noun, plural sym·pa·thies.
- feelings or impulses of compassion.
- feelings of favor, support, or loyalty: It's hard to tell where your sympathies lie.
Origin of sympathy
Synonyms for sympathy
Related Words for sympathiesempathy, compassion, sensitivity, understanding, tenderness, unity, affinity, kindness, warmth, comfort, encouragement, cheer, consolation, condolence, reassurance, correspondence, heart, accord, alliance, responsiveness
Examples from the Web for sympathies
Contemporary Examples of sympathies
Over the course of the year, Klaus would repeatedly, through word and deed, demonstrate his sympathies with Putin.Vaclav Klaus, Libertarian Hero, Has His Wings Clipped by Cato Institute
December 22, 2014
He may have done an excellent job of expressing his sympathies in an appropriate and meaningful way.Yes, Obama Was Right to Golf After Foley
Daniel G. Hill
August 30, 2014
Her sympathies lie instead with Roelf Pool, one of her first pupils, who has run away from his farm to become a painter in Paris.American Dreams, 1924: ‘So Big’ by Edna Ferber
March 29, 2014
But by the time Greyson and Loubani attempted their most recent trip, sympathies in Egypt had shifted.Imprisonment of Canadian Activists Illustrates Egyptian Regime's Growing Repression
September 26, 2013
Strangers stopped me on the street to offer their support and sympathies.My Life as a Sikh in America: A Response to the Wisconsin Massacre
Simran Jeet Singh
August 8, 2012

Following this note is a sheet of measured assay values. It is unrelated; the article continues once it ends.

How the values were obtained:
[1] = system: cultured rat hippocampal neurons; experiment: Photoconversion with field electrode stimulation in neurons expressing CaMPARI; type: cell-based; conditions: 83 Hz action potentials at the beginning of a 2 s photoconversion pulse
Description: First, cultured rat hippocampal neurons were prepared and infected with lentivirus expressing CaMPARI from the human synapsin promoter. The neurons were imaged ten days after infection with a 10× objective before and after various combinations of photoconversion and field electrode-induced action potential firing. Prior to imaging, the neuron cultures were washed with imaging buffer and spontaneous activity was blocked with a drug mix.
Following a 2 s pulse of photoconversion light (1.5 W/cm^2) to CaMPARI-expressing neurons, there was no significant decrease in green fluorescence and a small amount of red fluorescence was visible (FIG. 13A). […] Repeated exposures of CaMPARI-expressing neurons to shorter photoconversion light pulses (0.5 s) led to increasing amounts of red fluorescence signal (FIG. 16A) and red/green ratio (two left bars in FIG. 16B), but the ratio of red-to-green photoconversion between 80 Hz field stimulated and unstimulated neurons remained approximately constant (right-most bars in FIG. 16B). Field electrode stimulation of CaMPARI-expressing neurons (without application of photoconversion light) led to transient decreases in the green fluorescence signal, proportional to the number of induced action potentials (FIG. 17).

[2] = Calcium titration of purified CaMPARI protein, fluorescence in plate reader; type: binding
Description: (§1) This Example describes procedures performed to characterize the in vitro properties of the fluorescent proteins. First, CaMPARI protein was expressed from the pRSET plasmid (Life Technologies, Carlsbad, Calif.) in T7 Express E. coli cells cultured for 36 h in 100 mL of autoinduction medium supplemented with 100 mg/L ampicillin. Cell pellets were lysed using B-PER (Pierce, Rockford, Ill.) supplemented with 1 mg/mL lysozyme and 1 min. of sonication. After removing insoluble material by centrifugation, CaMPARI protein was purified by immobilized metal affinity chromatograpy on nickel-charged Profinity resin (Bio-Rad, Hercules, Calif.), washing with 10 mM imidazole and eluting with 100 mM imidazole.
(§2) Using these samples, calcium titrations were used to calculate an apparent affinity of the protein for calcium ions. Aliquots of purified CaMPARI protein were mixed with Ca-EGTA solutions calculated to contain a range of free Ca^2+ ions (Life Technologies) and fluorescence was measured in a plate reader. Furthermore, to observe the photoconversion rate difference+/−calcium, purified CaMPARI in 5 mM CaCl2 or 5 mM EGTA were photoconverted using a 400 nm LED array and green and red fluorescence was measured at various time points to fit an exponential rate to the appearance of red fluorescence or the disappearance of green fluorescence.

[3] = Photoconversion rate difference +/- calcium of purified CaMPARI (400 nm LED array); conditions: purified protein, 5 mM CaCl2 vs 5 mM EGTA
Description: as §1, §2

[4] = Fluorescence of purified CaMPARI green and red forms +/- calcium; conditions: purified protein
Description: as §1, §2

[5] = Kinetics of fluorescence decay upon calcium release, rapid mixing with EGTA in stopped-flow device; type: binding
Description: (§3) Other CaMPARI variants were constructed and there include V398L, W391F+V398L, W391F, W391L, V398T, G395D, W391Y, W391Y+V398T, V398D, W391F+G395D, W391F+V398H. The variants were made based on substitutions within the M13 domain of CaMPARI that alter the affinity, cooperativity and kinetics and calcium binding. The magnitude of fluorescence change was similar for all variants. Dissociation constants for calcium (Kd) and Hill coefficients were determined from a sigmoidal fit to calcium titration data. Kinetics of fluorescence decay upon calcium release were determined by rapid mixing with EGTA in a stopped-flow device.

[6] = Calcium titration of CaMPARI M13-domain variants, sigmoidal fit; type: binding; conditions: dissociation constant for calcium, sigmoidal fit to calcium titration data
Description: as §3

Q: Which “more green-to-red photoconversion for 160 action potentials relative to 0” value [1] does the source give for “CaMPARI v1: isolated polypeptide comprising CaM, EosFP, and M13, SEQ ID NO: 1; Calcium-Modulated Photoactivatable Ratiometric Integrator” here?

Historical Examples of sympathies
Nothing could degrade them beyond the reach of their sympathies!Weighed and Wanting
Indeed, her sympathies were easily accessible to a man of that sort.The Secret Agent
But it may be said that the miserable victims of the system have our sympathies.The Works of Whittier, Volume VII (of VII)
John Greenleaf Whittier
I'm willing to do that—my sympathies are always with the under dog, anyway, and they're five to one.Good Indian
B. M. Bower
The doctrine of sympathies and antipathies is a surprising doctrine.Clarissa, Volume 3 (of 9)
noun plural -thies
Word Origin for sympathy
1570s, "affinity between certain things," from Middle French sympathie, from Late Latin sympathia "community of feeling, sympathy," from Greek sympatheia, from sympathes "having a fellow feeling, affected by like feelings," from syn- "together" (see syn-) + pathos "feeling" (see pathos).
In English, almost a magical notion at first; e.g. in reference to medicines that heal wounds when applied to a cloth stained with blood from the wound. Meaning "conformity of feelings" is from 1590s; sense of "fellow feeling" is first attested 1660s. An Old English loan-translation of sympathy was efensargung.